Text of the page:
Yelp's stock was supposed to tank today, or at least experience a dip, but it's doing the opposite of that, up almost 20 percent, as of this writing. Expectations were low for the online review site because today a stock lock-up expired. For a company like Yelp, whose stock has taken a bad turn this month, a lock-up should push the stock down farther, as we learned when Facebook's first lock-up expired. The general idea is: People who couldn't unload their stock before will want to get rid of their shares before the price goes down even further. That is what happened with both Groupon and Facebook (though not as much as anticipated with the social network) when mass amounts of stocks were let loose on the market. But not Yelp. What's going on here? Some theories.
Yelp has growth potential. Unlike Facebook or Groupon, investors see something in Yelp, which "is on its on its way to becoming a household name," one analyst told Bloomberg's Danielle Kucera. Though Yelp hasn't figured out how to convert all of its subscribers to dollars (a classic Internet problem, these days), it has promising mobile integration that has investors interested. It is working directly with Apple to get its results integrated into Siri, for example.
Yelp hasn't totally disappointed investors... yet. Unlike Facebook's investors who have gotten spooked by all the talk about its inability to figure out advertising, Yelp's don't see the company as so obviously hopeless even though the stock hasn't performed so great. Today it's trading lower than it did after its first day on the market. But, it hasn't lost nearly 50 percent of its value, either. "The stock action on Wednesday seems to indicate that Yelp’s biggest investors are holding on — at least for now," DealBook's Evelyn M. Rusli writes. The same can't be said of Facebook, whose biggest investor, Peter Theil, just sold the majority of his shares.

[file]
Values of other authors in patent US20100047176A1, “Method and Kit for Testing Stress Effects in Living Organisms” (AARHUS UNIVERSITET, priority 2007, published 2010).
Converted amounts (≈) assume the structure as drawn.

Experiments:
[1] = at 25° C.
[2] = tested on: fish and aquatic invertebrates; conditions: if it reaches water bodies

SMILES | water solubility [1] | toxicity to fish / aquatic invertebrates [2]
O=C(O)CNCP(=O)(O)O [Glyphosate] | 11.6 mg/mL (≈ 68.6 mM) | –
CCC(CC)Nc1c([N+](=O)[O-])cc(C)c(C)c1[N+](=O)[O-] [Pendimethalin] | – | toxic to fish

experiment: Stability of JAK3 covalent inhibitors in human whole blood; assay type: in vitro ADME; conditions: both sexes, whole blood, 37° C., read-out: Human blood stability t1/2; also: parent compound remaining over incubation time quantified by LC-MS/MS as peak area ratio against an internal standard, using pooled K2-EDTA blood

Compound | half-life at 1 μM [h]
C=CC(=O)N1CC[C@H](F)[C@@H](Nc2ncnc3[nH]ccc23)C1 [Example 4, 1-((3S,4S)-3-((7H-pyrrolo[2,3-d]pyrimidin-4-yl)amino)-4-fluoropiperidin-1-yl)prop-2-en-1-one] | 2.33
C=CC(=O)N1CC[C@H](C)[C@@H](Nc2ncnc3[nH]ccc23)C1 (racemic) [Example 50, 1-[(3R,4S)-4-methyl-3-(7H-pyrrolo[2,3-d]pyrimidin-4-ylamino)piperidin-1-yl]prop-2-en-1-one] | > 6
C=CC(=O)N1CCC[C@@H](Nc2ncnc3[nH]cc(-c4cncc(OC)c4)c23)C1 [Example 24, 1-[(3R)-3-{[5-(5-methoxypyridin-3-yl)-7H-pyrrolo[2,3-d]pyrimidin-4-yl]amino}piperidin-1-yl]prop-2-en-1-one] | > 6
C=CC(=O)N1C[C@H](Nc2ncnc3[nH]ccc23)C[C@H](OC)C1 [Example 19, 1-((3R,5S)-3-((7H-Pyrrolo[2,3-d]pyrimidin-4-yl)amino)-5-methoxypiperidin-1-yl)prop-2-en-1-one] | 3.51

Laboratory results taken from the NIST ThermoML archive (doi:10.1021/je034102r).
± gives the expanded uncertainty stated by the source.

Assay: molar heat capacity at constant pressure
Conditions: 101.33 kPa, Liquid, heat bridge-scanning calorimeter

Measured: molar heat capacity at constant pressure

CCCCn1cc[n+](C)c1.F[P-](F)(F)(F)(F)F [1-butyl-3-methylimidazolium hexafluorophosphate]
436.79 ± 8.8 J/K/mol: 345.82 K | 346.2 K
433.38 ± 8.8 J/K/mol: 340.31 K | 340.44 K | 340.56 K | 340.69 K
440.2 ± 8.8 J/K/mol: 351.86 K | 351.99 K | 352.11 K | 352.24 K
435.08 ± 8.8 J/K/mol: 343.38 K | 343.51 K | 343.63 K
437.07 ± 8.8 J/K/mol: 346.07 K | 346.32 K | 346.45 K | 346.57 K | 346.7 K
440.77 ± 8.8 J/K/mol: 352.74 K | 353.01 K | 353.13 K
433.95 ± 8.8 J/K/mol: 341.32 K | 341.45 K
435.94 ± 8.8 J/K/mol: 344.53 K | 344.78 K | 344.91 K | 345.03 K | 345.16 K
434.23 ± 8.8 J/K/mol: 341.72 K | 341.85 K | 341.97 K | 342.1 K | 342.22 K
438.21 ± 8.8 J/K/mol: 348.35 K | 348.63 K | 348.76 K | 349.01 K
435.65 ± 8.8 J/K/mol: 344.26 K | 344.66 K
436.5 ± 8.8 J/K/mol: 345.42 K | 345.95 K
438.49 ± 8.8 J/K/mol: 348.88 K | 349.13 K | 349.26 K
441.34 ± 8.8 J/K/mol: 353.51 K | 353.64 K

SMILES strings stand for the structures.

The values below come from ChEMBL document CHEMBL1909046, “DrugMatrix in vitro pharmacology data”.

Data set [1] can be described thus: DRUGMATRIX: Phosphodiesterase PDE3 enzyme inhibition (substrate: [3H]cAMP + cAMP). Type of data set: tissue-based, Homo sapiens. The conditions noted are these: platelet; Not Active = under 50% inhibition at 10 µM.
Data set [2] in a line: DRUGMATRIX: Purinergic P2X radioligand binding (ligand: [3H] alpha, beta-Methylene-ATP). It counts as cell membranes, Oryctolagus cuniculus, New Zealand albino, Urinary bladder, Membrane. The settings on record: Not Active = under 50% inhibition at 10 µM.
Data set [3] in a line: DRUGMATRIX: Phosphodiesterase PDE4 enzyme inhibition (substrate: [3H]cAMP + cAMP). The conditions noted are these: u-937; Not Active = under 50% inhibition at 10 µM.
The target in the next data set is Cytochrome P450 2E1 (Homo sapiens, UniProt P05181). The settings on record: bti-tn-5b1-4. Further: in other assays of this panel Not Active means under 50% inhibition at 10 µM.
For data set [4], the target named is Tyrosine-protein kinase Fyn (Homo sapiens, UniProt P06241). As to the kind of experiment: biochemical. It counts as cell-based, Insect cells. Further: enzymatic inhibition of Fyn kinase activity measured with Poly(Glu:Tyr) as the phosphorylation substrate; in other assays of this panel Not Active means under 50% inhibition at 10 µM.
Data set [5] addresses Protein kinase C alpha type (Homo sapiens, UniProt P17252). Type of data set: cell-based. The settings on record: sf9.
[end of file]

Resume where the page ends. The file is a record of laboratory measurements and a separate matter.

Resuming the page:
We're seeing a "short-squeeze." When stocks that are supposed to fall have an unexpected up-turn, it facilitates what is called a "short-squeeze," The Wall Street Journal's Kaitlyn Kiernan explains. "As a stock climbs, more and more short sellers scramble for shares--pushing the price up--for fear the stock will rise even higher and they will be forced to pay still more for stock to return to their lenders. This sounds like what happened with Yelp. People thought the lockout would bring the stock down. It didn't. "The shorts got caught with their pants down today, plain and simple," Seth Setrakian, co-head of trading at First New York Securities told Market Beat's Steven Russolillo. "People were making the assumption that lockups automatically bring down the stock."
Maybe the increase in shares encouraged other investors to buy in. Compared to other IPOs, Yelp's didn't put that many shares on the market. Facebook's IPO debut saw 500 million shares traded. Yelp's had just a little more than seven million. But, now, because of the lock-out, there are more floating around the market. The IPO, at a little more than seven million shares, was small enough that some larger investors might not have been comfortable playing in that environment, because they might have worried about getting in and out of positions with so little volume," Randy Warren, chief investment officer at Warren Financial Service told Keirnan. "This might be the first opportunity where these big investors felt safe."
This article is from the archive of our partner The Wire.
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